It was our first winter as a for-real married couple, and we wanted to go someplace warm and romantic and relaxing. Puerto Vallarta it was. Upon arrival, however, my bipolar husband announced that he only had about one day’s worth of meds with him. He’d decided that he’d just buy some cheap drugs at the infamous and ubiquitous Mexican farmacias. On the third day, he went into town alone to obtain these pills while I laid on the beach, trying to actually enjoy our vacation. We agreed to meet up in town to have dinner. You can only imagine how well this worked out.
Instead of being able to find the medicine he was actually prescribed, he got a big box of muscle relaxants and another big box of anti-anxiety meds. And proceeded to pop pill after pill, washing them down with beers and tequila. When I reached the bar where we were supposed to meet, I immediately knew something was wrong. He couldn’t put two sentences together. The bartender was giving me deadly looks, like, “This guy is your problem, not mine. Get him out of my bar.”
I had to wrestle the boxes of meds away from him to figure out how much he had taken. The phrase “a fuckton” comes to mind. So I spent the next three hours arguing, fighting, and literally dragging my husband through the darkening and unfamiliar streets of Vallarta, trying to find a cab to take us back to our resort, fending off the other drunk people, and freaking out that the next time he passed out on me, he wasn’t going to wake up.
The worst bit, strangely, was once I’d flagged down a cab and shoved him into it. The whole ride back to the resort, the cabbie was joking with me about the fact that my husband couldn’t sit up straight and kept knocking his head on the window and the seat back, and I felt the need to keep up pleasant chatter while simultaneously pinching and slapping my husband to get him to react so I could be sure that he wasn’t dead yet.
(Obviously, he did not wind up dead. He woke up the next day massively sick and out of it. For reasons highly related to this story, we aren’t married anymore.)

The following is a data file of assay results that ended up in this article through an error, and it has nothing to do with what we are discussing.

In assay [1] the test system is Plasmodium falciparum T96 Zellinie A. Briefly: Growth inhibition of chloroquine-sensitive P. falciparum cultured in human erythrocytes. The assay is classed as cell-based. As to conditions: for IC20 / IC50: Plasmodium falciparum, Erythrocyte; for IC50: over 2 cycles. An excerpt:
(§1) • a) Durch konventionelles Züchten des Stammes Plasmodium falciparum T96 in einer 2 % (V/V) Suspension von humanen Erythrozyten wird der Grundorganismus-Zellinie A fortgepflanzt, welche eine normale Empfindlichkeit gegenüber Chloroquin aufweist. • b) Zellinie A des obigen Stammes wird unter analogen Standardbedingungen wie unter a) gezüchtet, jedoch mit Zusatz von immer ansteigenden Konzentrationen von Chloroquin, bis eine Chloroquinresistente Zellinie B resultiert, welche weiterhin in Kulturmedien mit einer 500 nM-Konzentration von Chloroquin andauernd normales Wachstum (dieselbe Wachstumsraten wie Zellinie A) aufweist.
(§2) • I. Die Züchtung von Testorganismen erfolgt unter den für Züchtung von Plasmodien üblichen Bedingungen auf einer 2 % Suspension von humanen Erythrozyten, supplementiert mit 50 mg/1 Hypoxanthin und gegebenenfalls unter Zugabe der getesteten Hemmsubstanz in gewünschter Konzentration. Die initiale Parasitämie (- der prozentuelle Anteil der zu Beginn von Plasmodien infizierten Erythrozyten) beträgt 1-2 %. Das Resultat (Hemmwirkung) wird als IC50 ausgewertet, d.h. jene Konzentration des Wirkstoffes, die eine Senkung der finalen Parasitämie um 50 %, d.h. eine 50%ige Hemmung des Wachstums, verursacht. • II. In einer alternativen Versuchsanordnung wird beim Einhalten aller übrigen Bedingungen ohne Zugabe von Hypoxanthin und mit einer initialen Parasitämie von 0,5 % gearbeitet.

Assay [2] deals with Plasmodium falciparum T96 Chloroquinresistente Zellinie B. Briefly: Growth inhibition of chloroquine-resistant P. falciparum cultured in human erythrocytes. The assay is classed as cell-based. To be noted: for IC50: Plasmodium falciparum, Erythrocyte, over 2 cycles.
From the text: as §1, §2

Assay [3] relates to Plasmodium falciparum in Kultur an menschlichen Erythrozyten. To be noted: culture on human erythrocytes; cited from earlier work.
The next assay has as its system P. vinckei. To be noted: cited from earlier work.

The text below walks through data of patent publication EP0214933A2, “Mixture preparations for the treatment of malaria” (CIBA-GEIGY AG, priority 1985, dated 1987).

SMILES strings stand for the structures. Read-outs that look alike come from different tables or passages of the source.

Whew. Glad we made it through that one. Shifting gears a bit: This is not really the proposal scenario that most women dream of…
The worst “romantic” vacation I ever took happened with an ex-boyfriend, after we broke up.
I had been in a long-term relationship that really should have ended months before it actually did. By the time we had finally ended it, we had already booked a two-week trip to Australia, which was right around the corner. We decided it would be OK to still go on the trip, as friends. Come to find out, after we had broken up that he decided he was going to buy a ring and propose. I think he was going to take the opportunity in Australia to prove to me he’d changed and then pop the question.
Right before the trip, I found out about his plan and made it very clear that he should not even bring the ring on the trip.
Most of those two weeks were fine–we had a good time, saw a show at the Sydney Opera House, climbed the Harbour Bridge… We made good travel buddies.
It wasn’t until our last night of the trip, when he had booked a surprise gondola ride on the harbor, that I realized I was actually living my proposal without being proposed to.
It made for an incredibly awkward end to the trip and unknowingly put a ridiculous amount of pressure on whatever guy eventually will propose to me someday.
Moral of the story: Never, ever go on a romantic vacation with an ex.
Oof. Let’s close on a happier note, though. This one we’ll put a name to, since she’s got nothing to be ashamed of (in this particular instance)–this is the story of the honeymoon of our art director, Laura.
Jason had just started a new job when we got married, so we didn’t get a chance to take a real honeymoon. Instead, we went up to Milwaukee for a long weekend and had basically zero plans. We ended up accidentally eating at a chain restaurant (Rock Bottom Brewery) without realizing it wasn’t a local place, but had a lovely meal nonetheless. We asked our server where to go and what to do, and she suggested the Domes. Hanging out in greenhouses is a fantastic way to spend a winter afternoon, especially if you can park yourself on a bench and take a beer-induced nap. Later, we ended up going to a mall, which is more or less the most unromantic thing one can possibly do. But we splurged on fancy outfits for ourselves and wore them to dinner that night, at a restaurant that was puzzled at why we were so overdressed. The moral of the story is that any weekend can be, if not romantic, at least not unromantic if you just do a few things outside of your ordinary routine. And ask your servers for tips (and then tip them well).